For a film that only runs an hour and forty four minutes, Sweetgrass felt like it lasted an eternity. And longtime readers know that I have an endless lover for deliberately-paced, slower films, but the incessant lack of something happening in this film always kept me from fully immersing myself in the world of these ranchhands and sheep in the way that I’m sure the filmmakers intended me to. If you like documentaries, Sweetgrass attempts to do something really interesting, and despite my complaints about the occasional moments of total agony this film put me through, I still enjoyed it and it had enough truly memorable moments to make it worth your while. But if you don’t have any interest in the documentary genre, you should avoid this film like the plague because it will bore the holy hell out of you.

Final Score: B


Sometimes I feel like I begin to belabor this point on this blog, but I am an unreformed liberal. I’m not just a liberal by American standards; my political views would probably be more in line with a European socialist nation than even our most “leftist” American state. With that said, it probably shouldn’t come as any surprise that I wasn’t a big fan of the Bush administration. While I’ve never considered George W. Bush to be patently evil (if for no other reason than I don’t think he’s intelligent enough to be that crafty), his cabinet members and advisers were a whole ‘nother story. The war in Iraq was a colossal mistake and the treatment of many Muslims here at home and around the world was such a blatant disregard for our national values of freedom and liberty that it was nearly sickening. The so-called “War on Terror” is the most obvious example of the rapid erosion of liberties in this nation under the name of “freedom”, and the docudrama The Road to Guantanamo is a chilling expose of one of the most shocking atrocities committed under the mantle of the War on Terror.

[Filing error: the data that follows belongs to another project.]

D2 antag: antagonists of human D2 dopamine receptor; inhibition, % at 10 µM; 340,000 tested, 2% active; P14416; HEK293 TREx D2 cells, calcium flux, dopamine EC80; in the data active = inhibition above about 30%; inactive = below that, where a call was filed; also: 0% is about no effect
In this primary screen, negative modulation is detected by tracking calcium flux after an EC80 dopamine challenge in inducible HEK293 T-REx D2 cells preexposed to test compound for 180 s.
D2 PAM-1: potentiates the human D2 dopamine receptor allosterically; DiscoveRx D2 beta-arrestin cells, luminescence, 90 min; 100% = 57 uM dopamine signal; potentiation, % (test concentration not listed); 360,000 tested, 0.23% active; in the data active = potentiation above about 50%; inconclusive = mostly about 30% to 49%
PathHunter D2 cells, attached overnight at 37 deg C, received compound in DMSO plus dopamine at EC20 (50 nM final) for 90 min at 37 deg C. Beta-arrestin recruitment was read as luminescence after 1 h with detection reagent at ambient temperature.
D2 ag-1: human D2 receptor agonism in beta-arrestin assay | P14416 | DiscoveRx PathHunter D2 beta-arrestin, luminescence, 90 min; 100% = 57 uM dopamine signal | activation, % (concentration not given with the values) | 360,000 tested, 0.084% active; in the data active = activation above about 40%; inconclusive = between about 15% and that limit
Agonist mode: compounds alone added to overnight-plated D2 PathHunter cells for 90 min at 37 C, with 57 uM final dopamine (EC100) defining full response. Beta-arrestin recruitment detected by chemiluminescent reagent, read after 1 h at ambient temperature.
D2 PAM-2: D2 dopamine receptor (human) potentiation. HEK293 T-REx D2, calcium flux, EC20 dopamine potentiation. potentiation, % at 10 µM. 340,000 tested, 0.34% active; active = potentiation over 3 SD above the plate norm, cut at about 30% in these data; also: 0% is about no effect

Combining archival footage of the initial War in Afghanistan (and later reports on the construction of Guantanamo), interviews with the three real-life protagonists, and dramatic re-enactments of events there were no cameras around to record, The Road to Guantanamo is the heart-wrenching true story of the “Tipton Three,” three British Muslims who were falsely detained and tortured in the Guantanamo Bay prison camp for over two years until their eventual release in 2004. Ruhal Ahmed, Asif Iqbal, and Shafiq Rasul were three British citizens who had traveled to Pakistan weeks after the 9/11 attacks in the U.S. for Shafiq’s arranged marriage to a girl from his family’s Pakistani village. While there, they decided to enter Afghanistan to help out the locals who were shortly to be out of home, food, and virtually all forms of shelter. After the bombing begins in earnest, the Tipton Three try to return to Pakistan but wind up in a village controlled by Taliban forces. When U.S. bombing runs threaten to destroy the town they’re in, the men try to flee with one of the Taliban convoys and end up arrested by Afghanistani forces. When it’s discovered that they’re British and speak English, the men are considered high-priority suspects and spend the next two years of their lives being viciously tortured and questioned by American intelligence officers.